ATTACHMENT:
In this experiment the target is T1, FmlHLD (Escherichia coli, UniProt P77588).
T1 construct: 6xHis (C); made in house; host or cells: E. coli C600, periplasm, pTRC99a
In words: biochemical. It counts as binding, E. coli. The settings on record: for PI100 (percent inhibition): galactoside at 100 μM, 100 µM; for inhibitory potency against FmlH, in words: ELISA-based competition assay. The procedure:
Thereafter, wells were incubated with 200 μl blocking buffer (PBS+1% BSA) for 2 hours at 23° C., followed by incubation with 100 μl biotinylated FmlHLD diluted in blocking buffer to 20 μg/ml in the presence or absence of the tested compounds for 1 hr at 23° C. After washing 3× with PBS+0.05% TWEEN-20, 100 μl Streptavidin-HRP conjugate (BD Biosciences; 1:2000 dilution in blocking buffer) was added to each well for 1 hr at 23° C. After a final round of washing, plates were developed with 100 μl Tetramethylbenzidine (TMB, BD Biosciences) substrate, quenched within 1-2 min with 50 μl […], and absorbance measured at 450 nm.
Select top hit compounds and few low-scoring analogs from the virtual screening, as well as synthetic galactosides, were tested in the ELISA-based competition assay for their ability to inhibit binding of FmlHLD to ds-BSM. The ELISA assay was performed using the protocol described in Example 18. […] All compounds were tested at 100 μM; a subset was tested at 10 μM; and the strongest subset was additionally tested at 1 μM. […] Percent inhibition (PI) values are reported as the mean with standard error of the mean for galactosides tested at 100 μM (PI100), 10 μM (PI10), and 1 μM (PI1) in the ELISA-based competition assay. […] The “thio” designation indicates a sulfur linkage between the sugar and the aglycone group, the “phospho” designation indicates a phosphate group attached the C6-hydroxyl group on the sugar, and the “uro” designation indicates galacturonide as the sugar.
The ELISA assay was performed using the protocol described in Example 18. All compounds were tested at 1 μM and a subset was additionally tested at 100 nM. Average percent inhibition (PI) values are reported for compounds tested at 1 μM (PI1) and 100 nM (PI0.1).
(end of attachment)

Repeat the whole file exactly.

In this experiment the target is T1, FmlHLD (Escherichia coli, UniProt P77588).
T1 construct: 6xHis (C); made in house; host or cells: E. coli C600, periplasm, pTRC99a
In words: biochemical. It counts as binding, E. coli. The settings on record: for PI100 (percent inhibition): galactoside at 100 μM, 100 µM; for inhibitory potency against FmlH, in words: ELISA-based competition assay. The procedure:
Thereafter, wells were incubated with 200 μl blocking buffer (PBS+1% BSA) for 2 hours at 23° C., followed by incubation with 100 μl biotinylated FmlHLD diluted in blocking buffer to 20 μg/ml in the presence or absence of the tested compounds for 1 hr at 23° C. After washing 3× with PBS+0.05% TWEEN-20, 100 μl Streptavidin-HRP conjugate (BD Biosciences; 1:2000 dilution in blocking buffer) was added to each well for 1 hr at 23° C. After a final round of washing, plates were developed with 100 μl Tetramethylbenzidine (TMB, BD Biosciences) substrate, quenched within 1-2 min with 50 μl […], and absorbance measured at 450 nm.
Select top hit compounds and few low-scoring analogs from the virtual screening, as well as synthetic galactosides, were tested in the ELISA-based competition assay for their ability to inhibit binding of FmlHLD to ds-BSM. The ELISA assay was performed using the protocol described in Example 18. […] All compounds were tested at 100 μM; a subset was tested at 10 μM; and the strongest subset was additionally tested at 1 μM. […] Percent inhibition (PI) values are reported as the mean with standard error of the mean for galactosides tested at 100 μM (PI100), 10 μM (PI10), and 1 μM (PI1) in the ELISA-based competition assay. […] The “thio” designation indicates a sulfur linkage between the sugar and the aglycone group, the “phospho” designation indicates a phosphate group attached the C6-hydroxyl group on the sugar, and the “uro” designation indicates galacturonide as the sugar.
The ELISA assay was performed using the protocol described in Example 18. All compounds were tested at 1 μM and a subset was additionally tested at 100 nM. Average percent inhibition (PI) values are reported for compounds tested at 1 μM (PI1) and 100 nM (PI0.1).